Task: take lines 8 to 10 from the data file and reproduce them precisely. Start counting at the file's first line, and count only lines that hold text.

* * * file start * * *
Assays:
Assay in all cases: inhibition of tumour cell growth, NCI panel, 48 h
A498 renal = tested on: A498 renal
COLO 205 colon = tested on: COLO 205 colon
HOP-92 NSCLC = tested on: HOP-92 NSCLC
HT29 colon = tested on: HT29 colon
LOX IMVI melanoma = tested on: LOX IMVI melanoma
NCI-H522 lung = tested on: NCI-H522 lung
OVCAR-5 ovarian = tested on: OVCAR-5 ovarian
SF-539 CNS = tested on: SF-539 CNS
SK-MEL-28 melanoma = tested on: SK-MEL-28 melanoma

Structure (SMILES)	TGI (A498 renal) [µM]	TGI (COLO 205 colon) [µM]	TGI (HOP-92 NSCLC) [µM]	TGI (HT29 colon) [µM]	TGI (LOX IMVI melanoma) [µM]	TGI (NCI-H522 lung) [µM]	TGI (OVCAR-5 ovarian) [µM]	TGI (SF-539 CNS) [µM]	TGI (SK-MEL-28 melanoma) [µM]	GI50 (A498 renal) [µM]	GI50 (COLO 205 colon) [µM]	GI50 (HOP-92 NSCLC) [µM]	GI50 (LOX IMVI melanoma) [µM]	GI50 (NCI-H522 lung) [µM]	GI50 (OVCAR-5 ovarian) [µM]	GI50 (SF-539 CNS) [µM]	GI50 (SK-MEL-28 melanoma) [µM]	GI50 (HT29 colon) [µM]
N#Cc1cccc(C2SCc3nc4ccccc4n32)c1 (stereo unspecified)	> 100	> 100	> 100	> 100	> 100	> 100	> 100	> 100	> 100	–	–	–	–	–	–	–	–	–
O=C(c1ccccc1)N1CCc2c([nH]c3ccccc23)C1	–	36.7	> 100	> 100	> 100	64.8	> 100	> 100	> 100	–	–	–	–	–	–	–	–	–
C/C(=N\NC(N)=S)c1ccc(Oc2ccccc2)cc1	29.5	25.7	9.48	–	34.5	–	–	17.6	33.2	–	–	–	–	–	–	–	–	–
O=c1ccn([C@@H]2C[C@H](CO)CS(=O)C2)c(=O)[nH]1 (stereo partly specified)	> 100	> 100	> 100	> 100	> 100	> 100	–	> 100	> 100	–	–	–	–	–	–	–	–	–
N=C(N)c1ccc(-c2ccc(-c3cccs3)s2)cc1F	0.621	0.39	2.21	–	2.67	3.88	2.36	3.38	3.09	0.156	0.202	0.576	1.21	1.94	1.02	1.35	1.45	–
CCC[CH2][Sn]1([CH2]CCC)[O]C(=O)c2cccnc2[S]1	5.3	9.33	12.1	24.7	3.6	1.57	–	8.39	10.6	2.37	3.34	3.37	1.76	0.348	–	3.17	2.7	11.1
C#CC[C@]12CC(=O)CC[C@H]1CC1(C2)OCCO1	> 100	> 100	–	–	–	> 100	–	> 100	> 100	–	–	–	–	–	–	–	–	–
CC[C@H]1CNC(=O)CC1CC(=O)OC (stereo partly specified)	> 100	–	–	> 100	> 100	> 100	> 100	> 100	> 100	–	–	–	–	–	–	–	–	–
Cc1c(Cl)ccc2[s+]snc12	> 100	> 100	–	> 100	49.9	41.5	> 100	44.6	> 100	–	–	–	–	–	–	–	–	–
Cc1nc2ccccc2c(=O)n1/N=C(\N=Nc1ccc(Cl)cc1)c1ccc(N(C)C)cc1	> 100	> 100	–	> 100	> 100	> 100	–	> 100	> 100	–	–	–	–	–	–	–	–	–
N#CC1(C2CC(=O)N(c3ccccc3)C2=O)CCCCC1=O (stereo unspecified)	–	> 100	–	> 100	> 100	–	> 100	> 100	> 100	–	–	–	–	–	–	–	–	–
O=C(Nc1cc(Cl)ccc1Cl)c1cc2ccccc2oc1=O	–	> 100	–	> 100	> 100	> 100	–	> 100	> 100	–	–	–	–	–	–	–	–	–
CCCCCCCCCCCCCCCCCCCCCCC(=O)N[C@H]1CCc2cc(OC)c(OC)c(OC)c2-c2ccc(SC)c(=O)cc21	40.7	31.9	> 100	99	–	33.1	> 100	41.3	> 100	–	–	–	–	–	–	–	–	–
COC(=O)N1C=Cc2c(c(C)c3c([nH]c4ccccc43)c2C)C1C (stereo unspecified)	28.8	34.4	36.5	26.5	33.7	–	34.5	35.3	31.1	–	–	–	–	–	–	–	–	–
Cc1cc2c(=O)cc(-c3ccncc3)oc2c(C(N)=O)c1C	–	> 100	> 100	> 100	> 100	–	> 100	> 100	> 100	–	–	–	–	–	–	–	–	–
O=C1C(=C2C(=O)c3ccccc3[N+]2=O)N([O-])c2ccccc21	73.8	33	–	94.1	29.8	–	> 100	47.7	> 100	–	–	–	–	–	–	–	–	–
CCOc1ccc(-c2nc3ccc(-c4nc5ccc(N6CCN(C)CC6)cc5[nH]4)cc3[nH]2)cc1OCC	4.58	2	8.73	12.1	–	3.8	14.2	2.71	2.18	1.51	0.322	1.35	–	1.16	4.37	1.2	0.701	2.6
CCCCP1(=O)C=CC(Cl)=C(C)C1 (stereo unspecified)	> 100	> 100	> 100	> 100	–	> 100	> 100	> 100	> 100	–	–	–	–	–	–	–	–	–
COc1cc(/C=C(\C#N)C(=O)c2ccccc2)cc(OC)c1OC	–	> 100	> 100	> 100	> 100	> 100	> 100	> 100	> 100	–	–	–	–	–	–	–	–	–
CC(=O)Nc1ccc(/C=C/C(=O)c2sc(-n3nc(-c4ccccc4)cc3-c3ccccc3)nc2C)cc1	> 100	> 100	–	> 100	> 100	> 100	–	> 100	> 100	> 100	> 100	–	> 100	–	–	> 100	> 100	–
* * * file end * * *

NCI-H522 lung = tested on: NCI-H522 lung
OVCAR-5 ovarian = tested on: OVCAR-5 ovarian
SF-539 CNS = tested on: SF-539 CNS